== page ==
Keith and Loretta Sommer won the judges hearts with their mural “A post card from Tasmania”.
“When I read the poem: ‘Food Bowl – The Golden bloom of fertility lies on the land, and feeds us with flavour’, I looked around at what I thought was Tasmania as neither of us had never there before,” said Keith Sommer in his newly decorated Main Street studio gallery.
Keith and Loretta Sommer had recently travelled to Tasmania to enter the Wilderness Gallery International Mural Festival.
The festival is held every Easter in Sheffield – the Town of Murals - in Tasmania.
Sheffield is in the Kentish region of Tasmania, halfway between Davenport and Cradle Mountain near the central north coast.
Keith said both he and Loretta were mesmerised by the fields of canola and Tasmania’s national flower, the Blue Gum, with its beautiful golden bloom.
For Keith, the Tasmanian landscape sparked an inspiration that lead to him winning this year’s competition.
“I basically envisioned a pair of young girls eating together in a field of canola with items of food featured around in a café board menu style and called it ‘The postcard from Tasmania’ as I saw this as our opportunity to get there,” he said.
Mural Fest attracts over 10,000 tourists to the once deserted town and has featured the works of some of Australia’s most talented mural artists.
Each year, nine artists compete in a public paint off over six days, using a poem as their mural’s central theme and inspiration.
Entering as a husband and wife team, Keith and Loretta were selected as one of nine finalists in the 2012 Mural Fest after sending in a submission of their creation.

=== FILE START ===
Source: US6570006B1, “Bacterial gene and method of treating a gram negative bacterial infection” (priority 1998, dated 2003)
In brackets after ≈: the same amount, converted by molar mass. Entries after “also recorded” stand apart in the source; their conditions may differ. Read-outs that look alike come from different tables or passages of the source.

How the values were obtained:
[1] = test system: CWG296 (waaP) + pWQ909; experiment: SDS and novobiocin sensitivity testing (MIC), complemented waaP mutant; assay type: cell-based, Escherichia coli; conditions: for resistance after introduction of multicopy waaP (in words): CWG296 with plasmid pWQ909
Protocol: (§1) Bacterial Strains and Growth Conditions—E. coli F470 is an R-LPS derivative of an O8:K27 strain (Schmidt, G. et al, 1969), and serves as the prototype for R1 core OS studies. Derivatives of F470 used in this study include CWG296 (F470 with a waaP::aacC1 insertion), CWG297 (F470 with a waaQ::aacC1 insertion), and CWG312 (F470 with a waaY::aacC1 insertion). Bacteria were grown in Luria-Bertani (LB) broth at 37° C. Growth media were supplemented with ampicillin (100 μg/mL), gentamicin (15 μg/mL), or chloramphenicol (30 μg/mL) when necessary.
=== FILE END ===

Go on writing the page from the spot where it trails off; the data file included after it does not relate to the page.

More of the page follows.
It was this cleverly crafted masterpiece that won over the hearts of judges and visitors alike with the devoted couple winning the 2012 Tasmanian Judges’ Award and Visitor’s Choice Award amounting to $10,000 in prize money.
“It was the first time we have ever entered and the first time I knew about it,” said Keith, who heard of the event while painting a mural for Brisbane Railways from a fellow artist.
“We were able to do it as a team and Loretta had worked with me on murals before and helped paint backgrounds. She’s a potter and creative stain glass artist – she’s not a mural painter as such but it was a good opportunity to go to Tasmania with her to get a holiday together which we hadn’t done for a long time.”
Keith has been an artist and mural painter for almost 40 years and it was his passion for art which caught Loretta’s attention.
“We met so long ago, we won’t remember that,” said Loretta laughing.
“We actually met at the relaxation centre in Brisbane doing personal growth courses in those days and we’d been going through the hippie-sort-of-stage, it was back in the 70s,” said Keith.
“And I fancied him because he was an artist and I still tell him that’s half the reason why I married him,” finished Loretta.
After 30 odd years together and nine beautiful grandchildren to boot, it’s clear these two artists are the perfect soul mates.
“I depend on her to tell me when things don’t look right or needs changing because I’m often too close to look at it objectively,” said Keith.
“If I wanted to design a piece of pottery, he would draw it up for me and I would work from that, we do a lot together,” said Loretta.
On the final days of Mural Fest, organisers marched around the event telling everyone to get their poem entries in for next year’s theme: ‘Wild and Free’.
“We sort of just had an afternoon free at the time and we went back to the motel and curled up to write some poetry,” said Loretta.
Judged by two published poets, Loretta’s poem was selected out of 75 entries to be the theme of next year’s Mural Fest.
“I definitely have some ideas but I’m still throwing them around and changing them every day but we do intend to entre again next year,” said Keith.
Until then, the purple building down the end of Main Street ‘The Gypsy In Me’ is where you will find Keith and Loretta most weekends.
Selling hand-painted furniture, bird bowls, crafts, giftware and a host of Keith’s latest art works, the shop is every bit apart of them both.
“We’ve been coming up here for years and we couldn’t even really afford this shop when it became available but we just thought we have to make a move or it’s never going to happen so we are halfway to living on the mountain,” said Loretta.